When the product is health insurance, though, we tend to think those who won't buy it are short-sighted and even irresponsible -- but what if they're right?
The New York Times just reported that many Americans find that it is cheaper for them to pay the fine for not having health insurance than it is to actually pay for health insurance, despite increasing fines, subsidies for the purchase, and the presumed financial benefits of having health insurance. It cites a recent Kaiser Family Foundation analysis which found that there are some seven million such uninsured Americans. As one resister told the Times, "I don’t see the logic behind that [buying coverage], and I’m just not going to do it."
The article gave examples of several consumers who were surprised -- in one case, "offended" -- that the plans featured large deductibles that would require them to pay the initial several thousand dollars of medical expenses. If something truly catastrophic happened, one claimed: "I feel like it’s better just to die."
Maybe not such a great strategy.
It's not that there aren't some positive signs. NCHS data indicate that the number of uninsured has dropped from 45 million in 2013 to 28.5 million for the first half of 2015. Sarah Kliff reports that people under 35 account for 35% of healthcare.gov's open enrollment sign-ups, versus 33% in 2014, with close to million new enrollments from that demographic, versus under 700,000 a year prior. Not wanting to pay the penalty motivated their enrollment more than older enrollees.
The NCHS also reported that the number of people under 65 who had problems paying medical bills in the past 12 months decreased from 56.5 million in 2011 to 44 million in the first half of 2015. The percentage varies by insurance status (29.8% for uninsured, 21.8% for those with public coverage, and 12.2% for those with private coverage) and income (24.5% for the poor, 27.1% for the near-poor, and 12.2% for the not-poor).
Still, 28.5 million people remain without coverage, 44 million are having trouble paying medical bills, even among those with private insurance or "not-poor"...gosh, that doesn't seem like a raging success.
A couple other articles have deepened my belief that we've gone down the wrong path:
- A new study, as reported by The New York Times and with some additional observations in Health Affairs, confirms the long-known wide ranging pricing and utilization in the U.S. What's new is that Medicare spending is not necessarily linked to private insurance spending -- "lower cost" markets for one does not automatically result in lower costs for the other. It also reaffirmed that prices vary wildly not just across markets but within markets, even for negotiated insurance rates.
- A new study found that our convoluted patent/FDA approval system makes it more financially advantageous to invest in cancer drugs that extend cancer patients' lives by a few months instead of on drugs that might prevent cancer. Huh?
This is not all the fault of health insurance, but it has had a role. We entrusted public and private payors with negotiating on our behalf with health care professionals and industries. As it turned out, it was easiest for them to do within some arbitrarily narrow definitions, limiting who can be paid how much for what. Our "health" system is a medical one.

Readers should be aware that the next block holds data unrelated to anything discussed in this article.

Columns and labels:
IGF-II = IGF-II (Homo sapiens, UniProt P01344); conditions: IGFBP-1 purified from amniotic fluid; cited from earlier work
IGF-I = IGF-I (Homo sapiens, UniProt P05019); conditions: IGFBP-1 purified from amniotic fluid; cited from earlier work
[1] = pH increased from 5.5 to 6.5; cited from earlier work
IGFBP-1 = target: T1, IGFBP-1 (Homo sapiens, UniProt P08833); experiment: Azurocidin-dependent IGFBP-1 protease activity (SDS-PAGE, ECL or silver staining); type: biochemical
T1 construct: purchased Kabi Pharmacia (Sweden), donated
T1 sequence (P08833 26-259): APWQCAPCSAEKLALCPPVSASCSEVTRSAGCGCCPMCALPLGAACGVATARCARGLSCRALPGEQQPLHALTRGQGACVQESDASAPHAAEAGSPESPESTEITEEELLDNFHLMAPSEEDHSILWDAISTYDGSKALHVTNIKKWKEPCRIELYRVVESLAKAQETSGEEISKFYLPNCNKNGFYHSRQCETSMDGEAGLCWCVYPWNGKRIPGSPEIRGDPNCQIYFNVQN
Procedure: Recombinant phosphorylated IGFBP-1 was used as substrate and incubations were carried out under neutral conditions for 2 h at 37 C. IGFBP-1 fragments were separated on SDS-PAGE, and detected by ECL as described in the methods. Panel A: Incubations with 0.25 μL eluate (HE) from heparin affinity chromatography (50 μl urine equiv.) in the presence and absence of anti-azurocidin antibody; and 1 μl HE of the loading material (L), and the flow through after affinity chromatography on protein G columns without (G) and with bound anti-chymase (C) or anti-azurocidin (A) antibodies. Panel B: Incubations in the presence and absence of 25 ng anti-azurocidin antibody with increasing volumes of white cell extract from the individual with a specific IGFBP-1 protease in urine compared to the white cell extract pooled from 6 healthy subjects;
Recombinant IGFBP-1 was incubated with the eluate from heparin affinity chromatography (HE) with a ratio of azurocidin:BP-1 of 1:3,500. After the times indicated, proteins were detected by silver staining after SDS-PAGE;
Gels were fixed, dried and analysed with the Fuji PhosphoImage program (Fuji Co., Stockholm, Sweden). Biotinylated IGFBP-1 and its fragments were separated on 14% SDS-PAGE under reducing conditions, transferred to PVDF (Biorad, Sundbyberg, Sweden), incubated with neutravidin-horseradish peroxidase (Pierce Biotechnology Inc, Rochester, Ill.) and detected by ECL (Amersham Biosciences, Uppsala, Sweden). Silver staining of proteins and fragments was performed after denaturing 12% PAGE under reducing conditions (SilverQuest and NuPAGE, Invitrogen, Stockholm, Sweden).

The end result is this system where prices vary irrationally even when one has insurance, where the care you get is a function of which provider you get it from rather than what is best, and where we spend more than any other country and certainly more than many of us can afford. The end result is that the same kinds of entities that were getting the biggest share of our health care dollar in 1960 are still getting about the same shares now (as I discussed previously), which sure seems like some kind of a sweetheart deal to me.
It seems foolhardy to self-fund oneself in a world where a lengthy hospital stay or drug regime can easily bankrupt anyone other than the so-called 1%, yet health insurance allows and, to some extent, exacerbates that kind of expensive treatment. It has become part of the problem.
Look, I worked in the health insurance industry for a long time. I helped introduce consumer-driven/high deductible plans to help foster cost-awareness. I bought into the protection-against-big-expenses meme. I personally have never not had health insurance. So, by most standards, I should be biased in its favor. But I'm beginning to wonder if health insurance itself is the problem, or at least a big part of the problem.
I've written before about some of the new entrants into health insurance; more power to them, and the more the merrier. What I continue to be disappointed by is that we're not really seeing fundamentally new approaches to what health insurance is. Going back to the product analogy above, we're just iterating versions of the iPod instead of introducing the iPhone. We probably would have continued to love our iPods if the iPhone hadn't come along, but not many of us would opt for a world that had better iPods but no iPhones.
I wish I knew what the alternative to health insurance was. I wish I even had a good idea for an idea for it. The closest I've come is a thought experiment I posed some time ago, where we crowdsourced any help we wanted for our health spending, which would be subjective and unpredictable, but which would at least open our eyes about who is paying for our care.
Here's a radical suggestion: instead of thinking of more ways to force people to buy health insurance they don't want, we should be developing products to protect their heath that they actually want to buy.